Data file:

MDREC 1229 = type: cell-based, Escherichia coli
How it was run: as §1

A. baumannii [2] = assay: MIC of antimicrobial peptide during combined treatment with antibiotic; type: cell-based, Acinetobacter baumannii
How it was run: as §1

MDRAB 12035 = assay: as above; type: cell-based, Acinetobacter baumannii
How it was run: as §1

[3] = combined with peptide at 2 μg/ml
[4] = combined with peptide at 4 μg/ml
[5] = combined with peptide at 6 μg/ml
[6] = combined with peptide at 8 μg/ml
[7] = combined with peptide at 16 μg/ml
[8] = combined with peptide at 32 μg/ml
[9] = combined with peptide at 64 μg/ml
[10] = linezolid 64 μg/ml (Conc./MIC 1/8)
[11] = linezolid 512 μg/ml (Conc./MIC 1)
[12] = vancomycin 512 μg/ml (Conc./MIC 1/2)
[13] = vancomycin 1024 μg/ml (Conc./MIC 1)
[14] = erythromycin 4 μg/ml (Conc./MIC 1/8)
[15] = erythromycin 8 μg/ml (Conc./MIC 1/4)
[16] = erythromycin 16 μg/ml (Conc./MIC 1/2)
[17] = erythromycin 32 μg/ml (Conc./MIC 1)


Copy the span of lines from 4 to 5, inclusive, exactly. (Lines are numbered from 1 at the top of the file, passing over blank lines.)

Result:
How it was run: as §1

MDRAB 12035 = assay: as above; type: cell-based, Acinetobacter baumannii